“Deep down, I think everyone just wants to meet at Trader Joe’s,” says Scardelli. Meeting in the course of your authentic life, she contends, creates a common ground.
“I’ve always wanted it to be unexpected,” says Almonte. “This generation thinks that can’t happen anymore, and things are forced. But I’m still for the unexpected happening.”
“On apps, you can be attracted to a photo,” says Hazan. “But are you attracted to them as a person?” She says she’s had more success meeting people spontaneously. “The universe is bringing you both together. There’s a natural attraction, maybe a commonality, there.”
But where will these spontaneous meetings take place? Many people I chat with mention the bar scene—while simultaneously deriding it, saying it’s not for them. And when I spend one night out in Hoboken, I can see why.
At the Ferry Man, an Irish pub just off Washington Street in Hoboken, the scene is exactly as I remember it from my early 20s. Guys slouch on barstools like discarded coats, waiting for their turn at beer pong. Women in low-slung jeans and low-cut tops belly up to the bar or cluster around high-top tables, nursing cocktails and reapplying lipstick. So what’s new? Everyone is constantly checking their phones.
I sit hunched at my own table, sipping a Brooklyn Lager, scrolling through Instagram. Later, my friends and I will get looser, whirling around as the DJ moves seamlessly from Snoop Dogg to Lizzo to the Kygo/Whitney Houston nostalgia-fueled reboot of “Higher Love.” The bartender will pour us free shots. But in that moment, glancing out the window at McSwiggan’s Pub across the street—my old haunt—I feel a strong sense of déjà vu. At the bar, a guy in a waffle-weave shirt dances alone. The music blares, too loud for conversation. People eye each other, dance, wander apart. My God, I think, nothing changes.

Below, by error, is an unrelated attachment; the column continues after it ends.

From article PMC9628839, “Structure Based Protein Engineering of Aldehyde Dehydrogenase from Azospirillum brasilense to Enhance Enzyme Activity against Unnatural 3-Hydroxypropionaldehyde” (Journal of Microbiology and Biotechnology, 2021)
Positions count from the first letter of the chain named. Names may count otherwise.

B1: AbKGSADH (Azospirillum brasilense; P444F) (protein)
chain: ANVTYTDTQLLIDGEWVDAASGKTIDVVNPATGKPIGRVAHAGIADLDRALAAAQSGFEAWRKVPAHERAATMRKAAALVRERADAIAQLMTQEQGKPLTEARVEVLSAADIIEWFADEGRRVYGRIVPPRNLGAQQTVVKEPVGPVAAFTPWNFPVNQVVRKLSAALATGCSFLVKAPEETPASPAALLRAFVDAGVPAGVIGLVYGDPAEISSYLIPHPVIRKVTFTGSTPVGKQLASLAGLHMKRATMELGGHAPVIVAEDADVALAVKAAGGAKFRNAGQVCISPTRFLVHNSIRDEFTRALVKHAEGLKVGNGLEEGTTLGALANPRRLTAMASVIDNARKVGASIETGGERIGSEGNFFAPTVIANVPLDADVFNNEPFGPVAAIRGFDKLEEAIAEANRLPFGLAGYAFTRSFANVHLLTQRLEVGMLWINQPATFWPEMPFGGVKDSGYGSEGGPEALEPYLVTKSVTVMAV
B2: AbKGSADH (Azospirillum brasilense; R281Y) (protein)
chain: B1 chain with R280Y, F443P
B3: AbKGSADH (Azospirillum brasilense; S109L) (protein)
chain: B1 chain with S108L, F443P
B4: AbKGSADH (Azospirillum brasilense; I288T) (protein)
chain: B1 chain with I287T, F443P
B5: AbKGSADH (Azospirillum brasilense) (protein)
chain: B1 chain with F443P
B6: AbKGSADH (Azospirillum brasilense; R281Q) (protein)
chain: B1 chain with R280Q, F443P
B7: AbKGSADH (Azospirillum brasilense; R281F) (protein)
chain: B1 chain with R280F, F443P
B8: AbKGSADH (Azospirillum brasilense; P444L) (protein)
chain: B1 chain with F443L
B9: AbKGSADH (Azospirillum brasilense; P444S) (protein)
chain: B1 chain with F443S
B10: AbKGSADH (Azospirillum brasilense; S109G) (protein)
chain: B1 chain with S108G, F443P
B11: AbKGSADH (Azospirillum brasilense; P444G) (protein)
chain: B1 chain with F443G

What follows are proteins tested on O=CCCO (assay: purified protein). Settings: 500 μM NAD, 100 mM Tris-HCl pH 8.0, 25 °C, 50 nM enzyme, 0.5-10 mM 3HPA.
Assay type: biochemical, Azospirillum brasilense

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I decide to check out another scene, one that’s new to me. In Montclair, I meet Melissa while attending a live blues show at Montclair Brewery. Afterward, we cross Walnut Street to Egan & Sons, where we order cocktails and talk dating. The next week, we meet again in Montclair, this time at the Crosby, where a mix of younger and older professionals circle each other, dressed in suits or sequined sweaters and the full range of business casual.
Finding that tiny spark in the middle of a crowd is still hard. Melissa shares horror stories. She once drove to Jersey City at rush hour to meet someone at Barcade, a popular craft-beer bar, only to be stood up and ghosted. Another time, she tried to buy a drink for a guy, but he turned it down and fled out the door.